A personal quest that might help you.



MY OLD DODGE - a personal quest to improve performance that might help you.


1952 Dodge Image

My Old Dodge - the car I built my first set of headers on in 1962. 


This is my combined business and personal automotive and exhaust system Research and Development “project”.

The car is a 1952 Dodge Coronet that my Dad bought brand new in February 1952.  When Dad passed away in April 1954 my Mom saved the car so that I would have something to drive when I entered high school and eventually the University of Minnesota (Mechanical Engineering).

I drove the car through high school, modified the stock engine (a waste of time and money I might add) and eventually, in 1962, I swapped in a new 340 HP 327” Corvette engine (before they were called crate engines) plus a Borg-Warner T-10 2.20 low 4-speed and a new ’62 Corvette rear end with 4.56:1 gears, Positraction, and sintered metallic brake linings.  This is where I built my first set of HEADERS BY "ED"!!!

The car ran pretty good considering all of the problems I also managed to incorporate into the car but near the end of the year I spun a rod bearing and then decided to get serious about making the car run harder at the drag strip.  The new engine ended up with a roller cam, 13.5:1 pistons, magneto, lots of headwork, gears were changed to 5.38s, new clutch and 50 pound flywheel, etc. – plus a number of changes made to get rid of what I saw were bad design choices.  Then I learned the hard way about car magazines NOT giving good advice because the “so much better” engine ran for crap and the biggest “accomplishment” obtained was cutting the gas mileage almost in half (from 7.5 MPG to 4 MPG!).

Due to my disgust of trying so hard to do something well, spending ALL of my money and time in the process (thank God I didn’t have any credit cards back then!), and yet seeing everything turn to absolute shit plus a problem elsewhere in the world called Viet Nam (I ended up in the Navy), the car went into storage – with the engine and transmission sold.

43 years later, in October 2006, the car was moved out of storage (picture of car was taken after just being washed for the first time in 22 years - note that you can still see the towbar hooks just under the front bumper.)  At this point the car had about 43,500 miles on it.  My buddies and I looked over the situation and in December 2006 I purchased a 350 HP RamJet 350” port injected crate engine from Chevrolet.  This time I decided to use a 700R4 (with a 2500 stall converter) to get an automatic with an overdrive and also changed the 5.38:1 rear end gears to more streetable 3.73s.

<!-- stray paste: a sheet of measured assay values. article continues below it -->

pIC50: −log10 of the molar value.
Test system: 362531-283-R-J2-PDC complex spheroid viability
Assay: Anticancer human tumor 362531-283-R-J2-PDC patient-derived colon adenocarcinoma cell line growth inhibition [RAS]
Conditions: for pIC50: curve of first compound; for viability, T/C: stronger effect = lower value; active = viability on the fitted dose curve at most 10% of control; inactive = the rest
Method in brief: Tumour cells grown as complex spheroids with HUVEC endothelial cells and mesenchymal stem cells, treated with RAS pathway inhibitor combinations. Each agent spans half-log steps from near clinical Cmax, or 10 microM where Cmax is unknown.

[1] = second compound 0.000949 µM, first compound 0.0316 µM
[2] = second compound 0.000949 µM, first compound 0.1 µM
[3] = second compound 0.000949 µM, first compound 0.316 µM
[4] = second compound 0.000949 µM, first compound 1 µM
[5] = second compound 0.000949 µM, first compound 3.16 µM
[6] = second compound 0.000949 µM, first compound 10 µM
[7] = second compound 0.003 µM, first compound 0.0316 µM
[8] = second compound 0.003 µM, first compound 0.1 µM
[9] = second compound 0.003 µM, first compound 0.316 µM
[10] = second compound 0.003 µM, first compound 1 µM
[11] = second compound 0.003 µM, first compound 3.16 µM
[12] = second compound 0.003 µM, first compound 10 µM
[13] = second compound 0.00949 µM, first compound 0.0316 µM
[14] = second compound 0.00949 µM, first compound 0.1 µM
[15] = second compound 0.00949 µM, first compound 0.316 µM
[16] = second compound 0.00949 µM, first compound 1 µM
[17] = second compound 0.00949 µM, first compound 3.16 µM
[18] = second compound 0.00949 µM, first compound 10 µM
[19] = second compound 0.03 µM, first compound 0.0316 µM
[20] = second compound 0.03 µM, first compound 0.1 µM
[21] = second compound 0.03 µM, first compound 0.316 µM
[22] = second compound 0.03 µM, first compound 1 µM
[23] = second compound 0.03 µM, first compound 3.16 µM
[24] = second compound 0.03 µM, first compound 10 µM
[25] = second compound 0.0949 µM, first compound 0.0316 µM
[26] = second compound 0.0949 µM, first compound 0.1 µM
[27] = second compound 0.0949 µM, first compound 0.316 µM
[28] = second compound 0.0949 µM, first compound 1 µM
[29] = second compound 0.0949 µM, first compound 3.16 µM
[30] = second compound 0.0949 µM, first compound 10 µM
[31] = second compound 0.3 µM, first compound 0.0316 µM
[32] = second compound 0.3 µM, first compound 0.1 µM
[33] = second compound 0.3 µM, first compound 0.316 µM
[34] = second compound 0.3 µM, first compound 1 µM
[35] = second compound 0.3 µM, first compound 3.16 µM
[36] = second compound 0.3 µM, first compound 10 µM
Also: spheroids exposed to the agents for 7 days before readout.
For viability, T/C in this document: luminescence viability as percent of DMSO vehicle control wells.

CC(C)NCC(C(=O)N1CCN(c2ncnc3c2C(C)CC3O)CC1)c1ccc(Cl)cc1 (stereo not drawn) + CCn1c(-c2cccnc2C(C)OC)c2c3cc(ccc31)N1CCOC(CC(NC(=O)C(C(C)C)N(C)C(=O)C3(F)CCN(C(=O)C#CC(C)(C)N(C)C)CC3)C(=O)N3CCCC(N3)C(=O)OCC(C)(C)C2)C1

The car is built to race NHRA “legal” – driveshaft loop, “tinned” area behind the rear seat due to fuel cell in trunk, exterior “kill” switch next to the right backup light, battery in right rear trunk corner, “puke” can, deepened oil pan, etc.  While basically a "driver", I intend to drag race the car a number of times to further increase my exhaust system knowledge in a more personal way, to reinforce some exhaust design opinions I've had for years, to test out some other ideas and also answer some "questions" I’ve had a long time. 

Another thing about the car is that I plan on driving it to my 50th high school class reunion in October 2009.  I wonder how many of my classmates will remember riding in the “old Dodge” back in the late 50s!  (Later on - did so, picture of car outside building where reunion was held - farther down page.)



RamJet Engine

Just unwrapped - RamJet 350 - 350 HP, 400 lb-ft Torque - 350" Small Block Chev 



Exhaust System

Exhaust System

  Headers are 1 5/8" OD x 38" long with 3" Outlet Custom Collectors.
     At the drag strip, after removing the "X" section, 3" OD Straight or
     2 1/2" or 2 3/4" OD Tapered Collector Extensions are alternately